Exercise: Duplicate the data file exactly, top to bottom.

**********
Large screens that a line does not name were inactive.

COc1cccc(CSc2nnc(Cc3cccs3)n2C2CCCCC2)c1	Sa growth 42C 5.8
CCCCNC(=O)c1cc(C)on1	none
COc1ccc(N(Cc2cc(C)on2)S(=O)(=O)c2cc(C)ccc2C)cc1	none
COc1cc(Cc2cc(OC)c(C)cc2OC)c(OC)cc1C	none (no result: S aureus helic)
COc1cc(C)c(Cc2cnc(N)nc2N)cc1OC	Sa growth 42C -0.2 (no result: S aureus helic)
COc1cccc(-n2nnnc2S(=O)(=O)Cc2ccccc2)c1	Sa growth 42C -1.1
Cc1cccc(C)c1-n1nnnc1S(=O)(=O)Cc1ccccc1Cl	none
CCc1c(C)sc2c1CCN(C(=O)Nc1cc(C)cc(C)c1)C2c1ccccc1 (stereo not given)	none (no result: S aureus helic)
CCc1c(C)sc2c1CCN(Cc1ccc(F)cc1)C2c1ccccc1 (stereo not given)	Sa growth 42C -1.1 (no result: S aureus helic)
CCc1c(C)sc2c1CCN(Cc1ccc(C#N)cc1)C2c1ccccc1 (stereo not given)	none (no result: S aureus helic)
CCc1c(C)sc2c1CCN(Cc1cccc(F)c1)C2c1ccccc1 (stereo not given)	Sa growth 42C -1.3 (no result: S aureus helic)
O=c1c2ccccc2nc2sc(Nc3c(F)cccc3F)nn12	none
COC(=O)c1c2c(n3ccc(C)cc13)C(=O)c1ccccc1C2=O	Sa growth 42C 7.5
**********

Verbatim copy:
Large screens that a line does not name were inactive.

COc1cccc(CSc2nnc(Cc3cccs3)n2C2CCCCC2)c1	Sa growth 42C 5.8
CCCCNC(=O)c1cc(C)on1	none
COc1ccc(N(Cc2cc(C)on2)S(=O)(=O)c2cc(C)ccc2C)cc1	none
COc1cc(Cc2cc(OC)c(C)cc2OC)c(OC)cc1C	none (no result: S aureus helic)
COc1cc(C)c(Cc2cnc(N)nc2N)cc1OC	Sa growth 42C -0.2 (no result: S aureus helic)
COc1cccc(-n2nnnc2S(=O)(=O)Cc2ccccc2)c1	Sa growth 42C -1.1
Cc1cccc(C)c1-n1nnnc1S(=O)(=O)Cc1ccccc1Cl	none
CCc1c(C)sc2c1CCN(C(=O)Nc1cc(C)cc(C)c1)C2c1ccccc1 (stereo not given)	none (no result: S aureus helic)
CCc1c(C)sc2c1CCN(Cc1ccc(F)cc1)C2c1ccccc1 (stereo not given)	Sa growth 42C -1.1 (no result: S aureus helic)
CCc1c(C)sc2c1CCN(Cc1ccc(C#N)cc1)C2c1ccccc1 (stereo not given)	none (no result: S aureus helic)
CCc1c(C)sc2c1CCN(Cc1cccc(F)c1)C2c1ccccc1 (stereo not given)	Sa growth 42C -1.3 (no result: S aureus helic)
O=c1c2ccccc2nc2sc(Nc3c(F)cccc3F)nn12	none
COC(=O)c1c2c(n3ccc(C)cc13)C(=O)c1ccccc1C2=O	Sa growth 42C 7.5